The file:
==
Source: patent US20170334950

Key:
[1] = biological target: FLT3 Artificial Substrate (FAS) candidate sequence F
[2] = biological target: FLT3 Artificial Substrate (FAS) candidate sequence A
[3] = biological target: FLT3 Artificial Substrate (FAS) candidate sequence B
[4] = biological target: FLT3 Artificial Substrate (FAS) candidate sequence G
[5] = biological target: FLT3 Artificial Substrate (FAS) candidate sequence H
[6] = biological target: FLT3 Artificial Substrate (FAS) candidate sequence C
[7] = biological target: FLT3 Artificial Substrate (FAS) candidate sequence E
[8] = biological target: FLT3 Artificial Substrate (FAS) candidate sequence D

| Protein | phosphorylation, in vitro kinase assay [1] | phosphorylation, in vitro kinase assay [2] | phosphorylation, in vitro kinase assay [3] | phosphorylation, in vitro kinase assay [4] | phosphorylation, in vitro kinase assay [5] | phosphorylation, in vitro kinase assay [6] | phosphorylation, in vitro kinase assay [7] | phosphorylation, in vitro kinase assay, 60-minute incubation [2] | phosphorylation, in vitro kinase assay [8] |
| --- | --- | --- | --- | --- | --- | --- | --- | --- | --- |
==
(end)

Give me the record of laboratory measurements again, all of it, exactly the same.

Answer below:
Source: patent US20170334950

Key:
[1] = biological target: FLT3 Artificial Substrate (FAS) candidate sequence F
[2] = biological target: FLT3 Artificial Substrate (FAS) candidate sequence A
[3] = biological target: FLT3 Artificial Substrate (FAS) candidate sequence B
[4] = biological target: FLT3 Artificial Substrate (FAS) candidate sequence G
[5] = biological target: FLT3 Artificial Substrate (FAS) candidate sequence H
[6] = biological target: FLT3 Artificial Substrate (FAS) candidate sequence C
[7] = biological target: FLT3 Artificial Substrate (FAS) candidate sequence E
[8] = biological target: FLT3 Artificial Substrate (FAS) candidate sequence D

| Protein | phosphorylation, in vitro kinase assay [1] | phosphorylation, in vitro kinase assay [2] | phosphorylation, in vitro kinase assay [3] | phosphorylation, in vitro kinase assay [4] | phosphorylation, in vitro kinase assay [5] | phosphorylation, in vitro kinase assay [6] | phosphorylation, in vitro kinase assay [7] | phosphorylation, in vitro kinase assay, 60-minute incubation [2] | phosphorylation, in vitro kinase assay [8] |
| --- | --- | --- | --- | --- | --- | --- | --- | --- | --- |